Polls close at 7 p.m. in the first Democratic primary in the South. A Barack Obama loss here would be more of a shock than his win in Iowa or loss in New Hampshire. In the doldrums of last summer and autumn, when national polls showed Clinton with a 30-point lead, Obama occasionally led here. In Nevada, Obama won more than 80 percent of the black vote: For him to lose here he'd need to shed more than a third of that. We've been through way too many predictions of candidate doom in this race but, seriously, an Obama loss here would mean a total collapse and hint at a coming cross-demographic slaughter on Feb. 5.
Results will be here.
As a refresher, the 2004 primary results:
1. John Edwards: 44.9 percent, with 37 percent of the black vote.
2. John Kerry: 30.3 percent, with 34 percent of the black vote.
3. Al Sharpton: 9.7 percent, with 17 percent of the black vote.
4. Wesley Clark: 7.2 percent
5. Howard Dean: 4.7 percent
6. Joe Lieberman: 2.4 percent
– Richland, 47 percent black and most of that in the city of Columbia. It cast around 34,000 votes in 2004 and went only 37 percent for Edwards. If it doesn't go big for Obama, he's in trouble.
– Calhoun, the small county just south of Richland, where the vote totals in 2004 mirrored the votes in the rest of the state.
– Oconee, a 90 percent white county on the Georgia border, where Edwards scored a dominating 69 percent in 2004. It only cast around 5,500 votes that year, but the turnout and margin will tell how much white voters are turning out this time, and who for.
For this year, I'm thinking about 50 percent of the electorate will be black and 15 percent will be 18-29. Less than that means Obama's turnout machine is underperforming.
1. Barack Obama (40 percent). His lead grew to the high/mid-teens after Iowa. After two consecutive losses he's down to an average 11 point lead. The only sign of true, palm-sweating danger has appeared in a Thursday Zogby poll that showed him only 5 up over Clinton. If that was true, and momentum was with the two other candidates, the winner will pull out a 1 or 2 percent victory and might not be Obama. Someone else will have to predict that incredible upset, though: I think Obama has a floor of 37 percent and he'll get a boost from a solid win.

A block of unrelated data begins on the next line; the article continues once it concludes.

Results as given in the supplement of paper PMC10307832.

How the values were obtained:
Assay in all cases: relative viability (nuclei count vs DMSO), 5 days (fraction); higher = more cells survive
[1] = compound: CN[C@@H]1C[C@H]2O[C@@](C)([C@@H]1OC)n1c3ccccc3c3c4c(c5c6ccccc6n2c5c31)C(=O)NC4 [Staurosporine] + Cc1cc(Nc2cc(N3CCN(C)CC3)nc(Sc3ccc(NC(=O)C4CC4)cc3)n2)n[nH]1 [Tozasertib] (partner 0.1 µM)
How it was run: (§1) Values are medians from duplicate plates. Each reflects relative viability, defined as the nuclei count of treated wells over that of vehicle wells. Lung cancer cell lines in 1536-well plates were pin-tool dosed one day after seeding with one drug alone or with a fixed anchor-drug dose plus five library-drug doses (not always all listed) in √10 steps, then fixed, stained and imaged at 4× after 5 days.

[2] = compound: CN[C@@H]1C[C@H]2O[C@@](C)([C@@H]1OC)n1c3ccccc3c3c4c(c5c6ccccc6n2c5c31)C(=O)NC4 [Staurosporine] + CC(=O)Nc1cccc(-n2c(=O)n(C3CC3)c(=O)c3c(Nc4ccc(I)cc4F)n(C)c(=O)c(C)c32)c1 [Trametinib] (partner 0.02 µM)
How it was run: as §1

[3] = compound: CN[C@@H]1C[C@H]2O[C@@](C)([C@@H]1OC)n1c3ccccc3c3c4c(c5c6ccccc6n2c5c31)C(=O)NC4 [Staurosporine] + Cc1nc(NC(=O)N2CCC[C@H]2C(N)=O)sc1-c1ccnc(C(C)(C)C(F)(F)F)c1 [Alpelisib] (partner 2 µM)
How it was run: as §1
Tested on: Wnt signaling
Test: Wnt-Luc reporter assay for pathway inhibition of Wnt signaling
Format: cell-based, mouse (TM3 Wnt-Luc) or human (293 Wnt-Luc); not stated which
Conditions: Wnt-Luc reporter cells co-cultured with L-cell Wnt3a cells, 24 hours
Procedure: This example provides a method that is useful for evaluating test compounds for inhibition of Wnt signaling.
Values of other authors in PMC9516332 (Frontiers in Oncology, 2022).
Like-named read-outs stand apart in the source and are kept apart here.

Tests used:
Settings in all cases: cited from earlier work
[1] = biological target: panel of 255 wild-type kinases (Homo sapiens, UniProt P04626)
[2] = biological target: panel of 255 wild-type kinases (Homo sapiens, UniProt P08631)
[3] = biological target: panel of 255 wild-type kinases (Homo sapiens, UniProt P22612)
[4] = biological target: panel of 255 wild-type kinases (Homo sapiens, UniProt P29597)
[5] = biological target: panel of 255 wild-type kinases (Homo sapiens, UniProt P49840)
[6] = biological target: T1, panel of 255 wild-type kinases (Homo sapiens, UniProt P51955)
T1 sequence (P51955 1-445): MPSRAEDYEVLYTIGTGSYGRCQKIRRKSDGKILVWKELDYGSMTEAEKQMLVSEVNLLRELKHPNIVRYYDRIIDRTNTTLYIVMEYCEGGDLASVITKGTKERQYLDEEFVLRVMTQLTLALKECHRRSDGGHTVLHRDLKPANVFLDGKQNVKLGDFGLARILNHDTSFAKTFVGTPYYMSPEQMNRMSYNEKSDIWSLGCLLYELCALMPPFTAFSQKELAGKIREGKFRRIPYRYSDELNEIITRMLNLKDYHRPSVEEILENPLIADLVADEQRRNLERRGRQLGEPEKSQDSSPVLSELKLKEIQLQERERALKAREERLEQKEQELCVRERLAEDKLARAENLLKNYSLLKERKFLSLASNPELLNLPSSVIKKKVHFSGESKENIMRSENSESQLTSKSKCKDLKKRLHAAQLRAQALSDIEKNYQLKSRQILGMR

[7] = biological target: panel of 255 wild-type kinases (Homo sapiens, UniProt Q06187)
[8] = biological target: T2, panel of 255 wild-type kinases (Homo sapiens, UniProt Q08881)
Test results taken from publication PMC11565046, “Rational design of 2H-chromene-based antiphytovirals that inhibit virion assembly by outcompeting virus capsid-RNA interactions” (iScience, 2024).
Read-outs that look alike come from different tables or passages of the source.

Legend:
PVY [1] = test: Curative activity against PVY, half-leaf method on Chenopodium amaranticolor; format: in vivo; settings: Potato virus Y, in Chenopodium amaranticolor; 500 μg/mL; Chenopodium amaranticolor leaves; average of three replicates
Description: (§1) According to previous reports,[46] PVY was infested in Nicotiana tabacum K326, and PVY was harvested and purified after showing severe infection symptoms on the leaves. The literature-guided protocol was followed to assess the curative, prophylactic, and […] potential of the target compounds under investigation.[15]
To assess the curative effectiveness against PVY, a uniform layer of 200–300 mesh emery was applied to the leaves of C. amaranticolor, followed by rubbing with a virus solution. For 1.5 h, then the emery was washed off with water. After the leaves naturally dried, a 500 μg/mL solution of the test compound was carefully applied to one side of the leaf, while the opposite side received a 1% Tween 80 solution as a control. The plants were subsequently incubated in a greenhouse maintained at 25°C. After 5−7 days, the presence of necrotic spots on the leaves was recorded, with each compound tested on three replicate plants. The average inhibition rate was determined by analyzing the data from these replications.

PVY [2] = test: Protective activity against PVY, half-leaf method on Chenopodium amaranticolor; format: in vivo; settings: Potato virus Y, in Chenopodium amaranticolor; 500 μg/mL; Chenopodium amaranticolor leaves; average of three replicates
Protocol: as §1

2. Hillary Clinton (33 percent). We won't know until her advisers wrap this up and write their books, but I feel like Clinton's used this primary, which she never expected to win (certainly not post-Iowa), as a petri dish for anti-Obama attacks. A close loss to a muddied Obama would be acceptable. A wide loss—bigger than the 9-point Iowa loss—would be a problem. A third-place finish would be a disaster, even if Obama only wins that narrowly.
3. John Edwards (26 percent). A second-place finish would cobble together a plurality of the white vote and a good chunk—15 percent at least—of the black vote. I simply don't think Edwards can achieve that, but the poisonous Clinton-Obama fight has been good for him, and he'll do well enough to stay in until Feb. 5. Then again, no one has gone broke underestimating John Edwards this year.
4. Others (<1 percent). Gravelmania! (Just kidding. He's not on the ballot.)
UPDATE 6:25: I'm not liveblogging, but before I head out I see that more than half of voters were black and 57 percent of all voters said Bill Clinton's campaigning influenced their vote. Obama's going to win, and it'll be interesting to see what the Bill effect was.